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Welcome Sierra Fisher

11 September 2019 |

     As part of our expansion in services, we are excited to welcome Sierra Fisher to our team. Sierra joins us as a professional with a wide range of experience in working with children and families. She has spent time as a Teaching Assistant, a Behavior Intervention Specialist, and most recently a Consultant for Education Services providing coaching and leadership development with staff in Rochester area charter schools.  

     Sierra describes her past experiences as working with children with the highest levels of need, and her deep empathy and compassion for these young people has committed her to a career in supporting students and the adults who work with them. We see so much unique experience in Sierra’s past that ties directly to our mission of intentional whole child development.

     She reflects that “it’s a mindset shift, having worked in self-contained classrooms. I understand the importance of teaching social and emotional skills.… I can’t help but wonder what can be done differently before our students require the highest level of support. Once we’re there, I feel like we’re just playing catch up.”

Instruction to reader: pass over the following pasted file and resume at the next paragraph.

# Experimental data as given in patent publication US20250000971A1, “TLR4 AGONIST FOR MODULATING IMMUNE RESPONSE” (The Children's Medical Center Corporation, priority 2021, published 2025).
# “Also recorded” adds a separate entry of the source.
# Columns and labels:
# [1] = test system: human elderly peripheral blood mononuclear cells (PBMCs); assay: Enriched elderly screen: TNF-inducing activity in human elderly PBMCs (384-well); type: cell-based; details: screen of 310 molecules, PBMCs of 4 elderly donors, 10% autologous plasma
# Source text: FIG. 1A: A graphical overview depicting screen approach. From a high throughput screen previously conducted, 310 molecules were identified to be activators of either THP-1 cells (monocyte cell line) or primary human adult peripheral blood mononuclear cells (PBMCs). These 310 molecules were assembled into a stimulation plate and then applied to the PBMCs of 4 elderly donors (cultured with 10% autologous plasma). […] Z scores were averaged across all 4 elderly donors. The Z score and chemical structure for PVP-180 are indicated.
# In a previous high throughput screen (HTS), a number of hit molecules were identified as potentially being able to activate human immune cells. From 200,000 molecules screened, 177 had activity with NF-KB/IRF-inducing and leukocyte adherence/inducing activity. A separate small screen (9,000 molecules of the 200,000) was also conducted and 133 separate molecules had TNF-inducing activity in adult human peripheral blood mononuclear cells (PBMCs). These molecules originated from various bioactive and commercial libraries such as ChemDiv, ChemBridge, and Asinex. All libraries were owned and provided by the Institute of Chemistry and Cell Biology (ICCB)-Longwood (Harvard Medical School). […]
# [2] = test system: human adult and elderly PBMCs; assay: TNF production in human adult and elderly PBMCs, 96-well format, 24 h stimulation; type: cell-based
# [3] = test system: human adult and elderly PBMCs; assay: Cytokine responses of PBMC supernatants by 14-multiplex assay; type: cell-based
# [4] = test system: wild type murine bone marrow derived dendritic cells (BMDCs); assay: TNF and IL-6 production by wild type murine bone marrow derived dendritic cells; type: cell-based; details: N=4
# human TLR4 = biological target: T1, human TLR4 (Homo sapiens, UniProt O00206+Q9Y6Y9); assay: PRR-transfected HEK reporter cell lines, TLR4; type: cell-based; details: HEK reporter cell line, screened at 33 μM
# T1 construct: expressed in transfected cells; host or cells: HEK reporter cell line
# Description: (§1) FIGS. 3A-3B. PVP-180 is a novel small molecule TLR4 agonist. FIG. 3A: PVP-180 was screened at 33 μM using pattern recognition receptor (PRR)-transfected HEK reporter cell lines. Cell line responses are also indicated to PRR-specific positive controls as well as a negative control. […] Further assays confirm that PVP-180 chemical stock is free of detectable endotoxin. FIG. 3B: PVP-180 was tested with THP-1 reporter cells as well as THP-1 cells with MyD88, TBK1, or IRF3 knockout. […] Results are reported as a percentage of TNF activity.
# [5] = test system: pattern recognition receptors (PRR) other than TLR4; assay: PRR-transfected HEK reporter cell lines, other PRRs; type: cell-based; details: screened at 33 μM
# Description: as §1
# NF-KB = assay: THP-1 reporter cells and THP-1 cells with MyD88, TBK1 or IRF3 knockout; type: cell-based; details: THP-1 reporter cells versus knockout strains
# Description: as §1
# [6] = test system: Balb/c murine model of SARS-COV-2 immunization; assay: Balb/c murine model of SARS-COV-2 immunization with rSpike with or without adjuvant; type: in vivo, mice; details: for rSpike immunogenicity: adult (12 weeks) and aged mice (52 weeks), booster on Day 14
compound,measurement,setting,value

Working with young people is also an education in itself, and Sierra has substantial experience working with diverse populations in our area. Her first-hand familiarity with teaching social and emotional skills makes her a valuable asset to our training and coaching work. “I’ve had to model it; I’ve had to practice what I preach. Conversationally naming my emotions like ‘woo, I’m feeling a little overwhelmed right now, I’m just going to take a moment to breathe and then I’ll come back feeling better’ – it’s impactful, the kids really respect it.”

     Finally, it is Sierra’s empathy and devotion to understanding and supporting families that makes her such an asset to our work. In her experience, looping families in to the process of what goes on in schools and other care environments can be challenging, but deeply rewarding. She explains that “Parents are the experts on their children” and that, too often, “we don’t ask what has worked and what hasn’t. Especially the older kids – ask the families ‘what has worked up to now?’”

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